Damage to historic building earns fine
Damage to the outside of a heritage-listed Wellington building has cost its owners $69,000 in court.
Naginbhai Neil Ghelabhai Patel and Ganesh Superannuation Fund bought the century-old Sir James Elliott House on Kent Terrace in 2013 and began to convert the property into apartments.
The historic building had been the home of the Royal Australasian College of Surgeons for 25 years.
Wellington City Council prosecuted the owners, under the Resource Management Act and Building Act, for converting a commercial building to residential without consent and for work done to the property’s exterior.
The building is a category one historic place so its facade cannot be altered without permission.
Patel and the company pleaded guilty to the charges last year.
Patel, who also owns Shalimar Dairy in Aro Valley, was a shareholder in the company.
Wellington District Court judge Craig Thompson fined both parties $20,000 each on the resource management charge and $14,500 each for the Building Act charge.
He said the dwelling was a Wellington landmark and deserving of respect.
Patel had installed kitchens and bathrooms inside the address. Outside, heat pump and gas units were erected on the building.
Council inspectors subsequently issued an abatement notice. However, further inspections showed these additions were not removed and, in fact, additional work had been undertaken.
The judge said warning notices from the council were ignored. An application to the council for building consents was rejected as being deficient.
‘‘I accept that this is not a deliberate demolition of a protected facade, but it was still done in the face of clear requirements for consent. There was an abatement notice and that has still not been complied with,’’ the judge said.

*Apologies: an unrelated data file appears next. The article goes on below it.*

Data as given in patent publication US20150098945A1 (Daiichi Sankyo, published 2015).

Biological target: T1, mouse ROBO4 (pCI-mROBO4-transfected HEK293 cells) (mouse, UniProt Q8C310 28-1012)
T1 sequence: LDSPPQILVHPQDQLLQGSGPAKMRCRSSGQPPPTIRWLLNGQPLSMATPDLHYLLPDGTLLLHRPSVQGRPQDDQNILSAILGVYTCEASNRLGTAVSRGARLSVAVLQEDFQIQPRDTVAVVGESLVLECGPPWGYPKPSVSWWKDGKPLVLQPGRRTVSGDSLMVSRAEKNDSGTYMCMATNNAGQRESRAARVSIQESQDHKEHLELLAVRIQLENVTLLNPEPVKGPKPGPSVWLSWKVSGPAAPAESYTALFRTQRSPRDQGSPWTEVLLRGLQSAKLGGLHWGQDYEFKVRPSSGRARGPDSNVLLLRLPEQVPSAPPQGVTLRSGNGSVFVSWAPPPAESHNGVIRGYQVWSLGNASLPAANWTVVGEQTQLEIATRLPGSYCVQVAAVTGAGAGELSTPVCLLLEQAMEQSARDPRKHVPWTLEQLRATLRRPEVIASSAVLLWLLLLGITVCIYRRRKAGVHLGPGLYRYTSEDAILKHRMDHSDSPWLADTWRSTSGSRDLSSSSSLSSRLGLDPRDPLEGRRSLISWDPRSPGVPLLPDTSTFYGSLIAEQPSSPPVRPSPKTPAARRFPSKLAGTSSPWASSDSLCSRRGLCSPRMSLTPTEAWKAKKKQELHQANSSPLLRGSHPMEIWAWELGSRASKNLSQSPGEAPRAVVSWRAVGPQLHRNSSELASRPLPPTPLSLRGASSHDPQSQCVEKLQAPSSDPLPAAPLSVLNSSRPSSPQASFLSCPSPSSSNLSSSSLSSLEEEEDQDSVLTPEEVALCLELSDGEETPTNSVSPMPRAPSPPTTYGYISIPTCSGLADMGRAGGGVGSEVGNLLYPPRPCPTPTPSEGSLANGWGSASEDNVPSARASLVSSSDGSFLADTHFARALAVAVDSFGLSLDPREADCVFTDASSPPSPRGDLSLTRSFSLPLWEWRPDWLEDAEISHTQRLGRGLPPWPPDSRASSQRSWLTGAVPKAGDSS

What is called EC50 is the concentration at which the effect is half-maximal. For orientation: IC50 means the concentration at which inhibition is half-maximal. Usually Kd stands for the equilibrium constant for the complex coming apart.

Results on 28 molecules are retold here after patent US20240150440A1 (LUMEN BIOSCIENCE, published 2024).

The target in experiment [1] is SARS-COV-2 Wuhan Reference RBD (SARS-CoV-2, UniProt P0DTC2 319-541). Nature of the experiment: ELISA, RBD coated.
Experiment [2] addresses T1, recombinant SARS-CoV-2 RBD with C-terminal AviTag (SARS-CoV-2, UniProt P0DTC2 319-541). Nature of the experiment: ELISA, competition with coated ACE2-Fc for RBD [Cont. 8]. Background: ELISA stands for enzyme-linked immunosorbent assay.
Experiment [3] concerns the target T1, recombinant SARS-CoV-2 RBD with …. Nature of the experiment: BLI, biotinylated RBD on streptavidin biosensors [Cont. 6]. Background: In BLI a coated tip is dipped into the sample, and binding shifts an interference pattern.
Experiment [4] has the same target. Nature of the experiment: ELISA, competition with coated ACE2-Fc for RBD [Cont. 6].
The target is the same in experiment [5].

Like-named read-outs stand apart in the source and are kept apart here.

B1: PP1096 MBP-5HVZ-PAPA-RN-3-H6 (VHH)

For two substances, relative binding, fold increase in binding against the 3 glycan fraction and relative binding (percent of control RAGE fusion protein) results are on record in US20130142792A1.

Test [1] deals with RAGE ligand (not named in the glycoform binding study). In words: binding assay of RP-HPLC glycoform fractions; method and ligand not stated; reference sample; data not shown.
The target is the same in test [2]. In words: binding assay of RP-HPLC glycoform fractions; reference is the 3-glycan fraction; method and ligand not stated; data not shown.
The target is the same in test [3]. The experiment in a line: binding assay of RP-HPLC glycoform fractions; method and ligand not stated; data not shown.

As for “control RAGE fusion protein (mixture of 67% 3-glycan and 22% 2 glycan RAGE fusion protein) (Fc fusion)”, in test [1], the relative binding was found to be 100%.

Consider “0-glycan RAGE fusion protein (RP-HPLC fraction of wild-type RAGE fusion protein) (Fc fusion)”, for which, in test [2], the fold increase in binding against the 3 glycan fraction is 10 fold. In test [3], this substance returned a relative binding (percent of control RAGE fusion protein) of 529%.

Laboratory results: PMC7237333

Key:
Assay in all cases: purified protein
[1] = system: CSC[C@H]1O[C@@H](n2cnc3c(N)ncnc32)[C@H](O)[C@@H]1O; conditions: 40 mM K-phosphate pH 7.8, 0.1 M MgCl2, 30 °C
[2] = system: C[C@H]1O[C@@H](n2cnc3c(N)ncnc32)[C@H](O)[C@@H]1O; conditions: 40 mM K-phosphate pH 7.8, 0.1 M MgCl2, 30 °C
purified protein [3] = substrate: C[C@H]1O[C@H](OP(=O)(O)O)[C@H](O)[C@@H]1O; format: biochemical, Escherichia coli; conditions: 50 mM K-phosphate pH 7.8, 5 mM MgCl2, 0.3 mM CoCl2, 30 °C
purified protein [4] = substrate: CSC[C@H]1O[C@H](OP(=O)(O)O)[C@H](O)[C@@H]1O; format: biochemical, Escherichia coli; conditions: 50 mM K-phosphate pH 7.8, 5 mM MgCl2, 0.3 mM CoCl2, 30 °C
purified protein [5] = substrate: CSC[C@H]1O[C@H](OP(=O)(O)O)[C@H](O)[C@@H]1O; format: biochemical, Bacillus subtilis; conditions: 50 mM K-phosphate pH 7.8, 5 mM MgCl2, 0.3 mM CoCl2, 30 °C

Patel’s lawyer, Kevin Smith, said his client was a first-time offender who became caught up in an earthquake strengthening issue. He was told it could cost up to $800,000 to bring the building up to code.
Smith said the damage was minor and the structure of the building was not damaged.
Patel said he had found working with the council on the building conversion and consent applications to be very difficult. Its consent process was ‘‘bloated, strenuous, and inefficient’’.
‘‘Developers and consultants are becoming frustrated and this is hurting, not helping, the current housing shortage in Wellington.’’
Patel felt harshly treated by the council but hoped in future he would be able to work with council staff in a positive way.
The central Wellington building was designed in 1913 by notable architect William Gray Young, who was president of the New Zealand College of Architects in the 1930s.
Gray was also responsible for designing such buildings as Knox College in Dunedin and Turnbull House in Wellington.
He created Elliott House for a prominent Wellington surgeon. Sir James Elliott occupied the building as his home, consulting practice and surgery until he sold the address in 1960.
After the site was assessed as being earthquake prone in 2013, the Royal Australasian College staff moved out.
Sir James Elliott House on Wellington’s Kent Tce now stands empty after its owners were prosecuted for converting the historic building into apartments without the required consents.
Neil Patel has been fined for altering the historic property without consent.